For decades, reproductive issues—abortion access, paid parental leave, birth control coverage—have been sidelined in politics as “women’s issues” and discussed in isolation. This has been done intentionally by those who oppose reproductive justice, and indirectly, by feminist groups who fail to use an intersectional lens. Firstly, the term “women’s issues” is cisnormative: women and people who can get pregnant are a Venn diagram—overlapping, but not the same category. And this framing also minimizes reproductive justice as a “social issue” which is supposedly disconnected from and less important than economic issues.
Because reproductive justice is rooted in the belief that individuals and communities should have the resources and power needed to make their own decisions about their families, bodies, and lives, reproductive justice requires (among other things), economic power. Having or not having a child is one of the largest economic changes in a person’s life. As of 2015, in the United States, the lifetime cost of having one child is nearly a quarter of a million dollars, making it one of the most costly life expenses possible. If you have a child, when you have children, and how many children you have are some of the biggest economic forks in the road of someone’s life. This isn’t necessary, or accidental: our privatized health care system ensures that pre-natal care, birth, and delivery are extremely expensive. And that’s before you get to the costs associated with childcare and education.
But the financial implications of pregnancy, childbirth and parenthood represent isn’t the whole story. Not everyone has the privilege to make those financial and/or reproductive decisions freely—unlike frameworks of “choice, reproductive justice acknowledges that reproduction is deeply linked with issues of class and socioeconomic inequity. Every reproductive issue, from access to birth control to the ability to raise a child safely, is heavily influenced (if not outright determined) by socioeconomic status. The same decision—to seek abortion services, for example—looks completely different to a wealthy person than to someone with much less money. A poor person is less likely to be able to take time off work, afford transportation to a clinic, pay for childcare during the procedure, and have health care coverage — and all of these come into play before figuring out how to pay for the abortion itself.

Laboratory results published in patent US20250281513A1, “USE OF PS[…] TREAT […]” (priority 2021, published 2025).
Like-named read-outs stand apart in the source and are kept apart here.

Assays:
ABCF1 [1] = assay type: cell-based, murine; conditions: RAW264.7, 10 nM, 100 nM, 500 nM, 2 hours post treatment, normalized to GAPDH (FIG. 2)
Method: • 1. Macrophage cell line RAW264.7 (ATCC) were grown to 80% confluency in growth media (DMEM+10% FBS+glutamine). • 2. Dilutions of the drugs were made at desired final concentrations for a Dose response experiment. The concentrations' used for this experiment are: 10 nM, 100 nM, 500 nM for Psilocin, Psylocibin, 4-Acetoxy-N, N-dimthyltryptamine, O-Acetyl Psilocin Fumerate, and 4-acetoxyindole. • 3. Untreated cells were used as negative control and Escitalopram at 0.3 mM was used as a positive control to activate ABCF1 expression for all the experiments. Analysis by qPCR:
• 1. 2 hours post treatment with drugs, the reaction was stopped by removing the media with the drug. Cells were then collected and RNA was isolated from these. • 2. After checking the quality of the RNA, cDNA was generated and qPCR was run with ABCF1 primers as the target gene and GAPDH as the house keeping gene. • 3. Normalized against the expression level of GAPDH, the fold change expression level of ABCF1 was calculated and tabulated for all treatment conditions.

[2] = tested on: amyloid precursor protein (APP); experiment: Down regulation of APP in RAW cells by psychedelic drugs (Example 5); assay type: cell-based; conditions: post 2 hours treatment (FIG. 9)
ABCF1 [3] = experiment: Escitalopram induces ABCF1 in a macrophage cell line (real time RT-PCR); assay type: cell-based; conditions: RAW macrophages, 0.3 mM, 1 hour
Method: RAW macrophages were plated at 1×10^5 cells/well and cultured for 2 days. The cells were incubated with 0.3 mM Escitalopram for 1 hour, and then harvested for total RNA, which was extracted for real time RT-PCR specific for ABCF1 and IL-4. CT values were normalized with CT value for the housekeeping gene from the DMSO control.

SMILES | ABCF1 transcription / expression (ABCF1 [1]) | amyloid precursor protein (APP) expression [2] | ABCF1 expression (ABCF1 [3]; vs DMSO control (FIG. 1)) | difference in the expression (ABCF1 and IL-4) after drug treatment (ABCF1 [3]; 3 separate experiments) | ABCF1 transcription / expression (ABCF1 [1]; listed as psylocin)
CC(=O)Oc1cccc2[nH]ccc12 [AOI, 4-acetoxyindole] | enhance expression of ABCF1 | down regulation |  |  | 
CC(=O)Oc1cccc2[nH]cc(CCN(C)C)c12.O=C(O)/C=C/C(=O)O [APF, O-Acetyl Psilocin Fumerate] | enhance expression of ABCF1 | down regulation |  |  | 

Of course, health insurance coverage is defined by economics (and race) as well. In DC, “[n]early 1 in 7 Hispanic residents (13.5%) have no health insurance compared with 1 in 15 (11.8%) Black residents, and 1 in 30 (3.5%) White residents.” As for the little over 35% of DC residents who have public coverage, a majority are women and people of color, and are explicitly barred from abortion coverage by the Hyde amendment. These layers and layers of oppression come together to compound the inequities that reproductive justice intends to eradicate.
Additionally, in many areas in the U.S. where poverty is concentrated, those costs are exacerbated by anti-choice laws, like those that mandate waiting periods (requiring another visit to the clinic) or trans-vaginal ultrasounds (another procedure to pay for). Reproductive issues can’t be separated from economic ones.